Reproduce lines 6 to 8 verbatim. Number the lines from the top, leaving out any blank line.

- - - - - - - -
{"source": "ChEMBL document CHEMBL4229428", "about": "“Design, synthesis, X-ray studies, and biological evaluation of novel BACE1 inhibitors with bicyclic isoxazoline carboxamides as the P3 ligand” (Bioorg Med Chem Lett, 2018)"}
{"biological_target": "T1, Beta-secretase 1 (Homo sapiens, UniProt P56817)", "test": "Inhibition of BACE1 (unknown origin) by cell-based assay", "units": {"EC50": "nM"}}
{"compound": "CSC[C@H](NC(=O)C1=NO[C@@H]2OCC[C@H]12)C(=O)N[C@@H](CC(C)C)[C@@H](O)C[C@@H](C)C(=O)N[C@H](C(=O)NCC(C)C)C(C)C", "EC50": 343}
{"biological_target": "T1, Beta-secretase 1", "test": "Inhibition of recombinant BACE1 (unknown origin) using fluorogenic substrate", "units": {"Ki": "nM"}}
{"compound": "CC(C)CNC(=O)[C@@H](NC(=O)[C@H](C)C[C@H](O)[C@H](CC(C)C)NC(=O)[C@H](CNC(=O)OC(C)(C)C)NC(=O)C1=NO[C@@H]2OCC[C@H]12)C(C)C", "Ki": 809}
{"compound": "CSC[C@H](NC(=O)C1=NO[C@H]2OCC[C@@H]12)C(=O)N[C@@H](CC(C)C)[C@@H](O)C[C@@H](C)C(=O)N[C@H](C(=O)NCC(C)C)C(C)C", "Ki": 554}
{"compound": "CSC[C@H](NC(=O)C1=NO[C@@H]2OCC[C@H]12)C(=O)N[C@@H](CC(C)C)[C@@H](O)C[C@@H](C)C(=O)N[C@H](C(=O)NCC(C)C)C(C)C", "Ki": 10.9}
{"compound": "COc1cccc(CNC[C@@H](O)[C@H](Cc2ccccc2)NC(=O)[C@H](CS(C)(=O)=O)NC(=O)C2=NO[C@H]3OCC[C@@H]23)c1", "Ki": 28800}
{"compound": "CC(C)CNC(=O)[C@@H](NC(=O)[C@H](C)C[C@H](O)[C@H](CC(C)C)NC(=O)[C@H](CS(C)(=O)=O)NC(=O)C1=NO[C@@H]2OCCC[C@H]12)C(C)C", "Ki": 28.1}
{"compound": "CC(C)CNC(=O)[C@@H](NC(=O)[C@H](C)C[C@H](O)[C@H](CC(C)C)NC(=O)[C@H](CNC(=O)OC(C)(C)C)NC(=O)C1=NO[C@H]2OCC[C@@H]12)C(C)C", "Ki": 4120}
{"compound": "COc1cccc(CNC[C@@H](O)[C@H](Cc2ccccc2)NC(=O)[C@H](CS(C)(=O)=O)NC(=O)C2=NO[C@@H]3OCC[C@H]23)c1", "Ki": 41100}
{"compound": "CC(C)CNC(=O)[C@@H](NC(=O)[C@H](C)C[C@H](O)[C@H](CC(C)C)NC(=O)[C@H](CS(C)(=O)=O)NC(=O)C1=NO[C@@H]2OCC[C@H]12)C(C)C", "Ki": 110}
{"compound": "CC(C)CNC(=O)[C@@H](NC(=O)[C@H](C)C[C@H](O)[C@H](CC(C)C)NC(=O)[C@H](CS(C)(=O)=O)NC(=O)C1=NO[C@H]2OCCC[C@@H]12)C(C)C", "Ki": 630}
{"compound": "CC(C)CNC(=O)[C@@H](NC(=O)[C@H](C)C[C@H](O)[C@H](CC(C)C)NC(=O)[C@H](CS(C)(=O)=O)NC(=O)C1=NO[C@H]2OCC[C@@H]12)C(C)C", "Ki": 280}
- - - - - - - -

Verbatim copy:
{"compound": "CSC[C@H](NC(=O)C1=NO[C@H]2OCC[C@@H]12)C(=O)N[C@@H](CC(C)C)[C@@H](O)C[C@@H](C)C(=O)N[C@H](C(=O)NCC(C)C)C(C)C", "Ki": 554}
{"compound": "CSC[C@H](NC(=O)C1=NO[C@@H]2OCC[C@H]12)C(=O)N[C@@H](CC(C)C)[C@@H](O)C[C@@H](C)C(=O)N[C@H](C(=O)NCC(C)C)C(C)C", "Ki": 10.9}
{"compound": "COc1cccc(CNC[C@@H](O)[C@H](Cc2ccccc2)NC(=O)[C@H](CS(C)(=O)=O)NC(=O)C2=NO[C@H]3OCC[C@@H]23)c1", "Ki": 28800}